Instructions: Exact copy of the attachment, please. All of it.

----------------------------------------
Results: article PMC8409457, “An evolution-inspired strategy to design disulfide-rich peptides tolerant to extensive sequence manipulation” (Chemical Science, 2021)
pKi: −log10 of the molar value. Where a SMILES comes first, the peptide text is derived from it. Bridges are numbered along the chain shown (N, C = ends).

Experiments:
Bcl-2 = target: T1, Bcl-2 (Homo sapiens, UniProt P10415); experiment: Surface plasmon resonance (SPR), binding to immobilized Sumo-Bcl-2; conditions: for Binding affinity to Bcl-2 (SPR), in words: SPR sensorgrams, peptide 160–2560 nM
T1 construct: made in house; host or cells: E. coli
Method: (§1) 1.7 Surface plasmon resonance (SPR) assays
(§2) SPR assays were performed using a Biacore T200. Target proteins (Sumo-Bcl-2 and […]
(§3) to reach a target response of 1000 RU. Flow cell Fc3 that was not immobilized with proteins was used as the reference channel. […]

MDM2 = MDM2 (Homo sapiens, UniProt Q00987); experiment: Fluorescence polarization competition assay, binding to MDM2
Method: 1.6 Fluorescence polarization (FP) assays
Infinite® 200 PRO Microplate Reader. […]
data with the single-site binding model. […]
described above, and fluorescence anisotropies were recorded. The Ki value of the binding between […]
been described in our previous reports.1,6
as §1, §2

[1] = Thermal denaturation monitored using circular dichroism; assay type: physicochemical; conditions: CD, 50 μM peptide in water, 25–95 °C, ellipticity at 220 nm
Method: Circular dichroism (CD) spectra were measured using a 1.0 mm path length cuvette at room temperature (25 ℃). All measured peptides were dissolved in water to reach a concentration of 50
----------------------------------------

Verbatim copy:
Results: article PMC8409457, “An evolution-inspired strategy to design disulfide-rich peptides tolerant to extensive sequence manipulation” (Chemical Science, 2021)
pKi: −log10 of the molar value. Where a SMILES comes first, the peptide text is derived from it. Bridges are numbered along the chain shown (N, C = ends).

Experiments:
Bcl-2 = target: T1, Bcl-2 (Homo sapiens, UniProt P10415); experiment: Surface plasmon resonance (SPR), binding to immobilized Sumo-Bcl-2; conditions: for Binding affinity to Bcl-2 (SPR), in words: SPR sensorgrams, peptide 160–2560 nM
T1 construct: made in house; host or cells: E. coli
Method: (§1) 1.7 Surface plasmon resonance (SPR) assays
(§2) SPR assays were performed using a Biacore T200. Target proteins (Sumo-Bcl-2 and […]
(§3) to reach a target response of 1000 RU. Flow cell Fc3 that was not immobilized with proteins was used as the reference channel. […]

MDM2 = MDM2 (Homo sapiens, UniProt Q00987); experiment: Fluorescence polarization competition assay, binding to MDM2
Method: 1.6 Fluorescence polarization (FP) assays
Infinite® 200 PRO Microplate Reader. […]
data with the single-site binding model. […]
described above, and fluorescence anisotropies were recorded. The Ki value of the binding between […]
been described in our previous reports.1,6
as §1, §2

[1] = Thermal denaturation monitored using circular dichroism; assay type: physicochemical; conditions: CD, 50 μM peptide in water, 25–95 °C, ellipticity at 220 nm
Method: Circular dichroism (CD) spectra were measured using a 1.0 mm path length cuvette at room temperature (25 ℃). All measured peptides were dissolved in water to reach a concentration of 50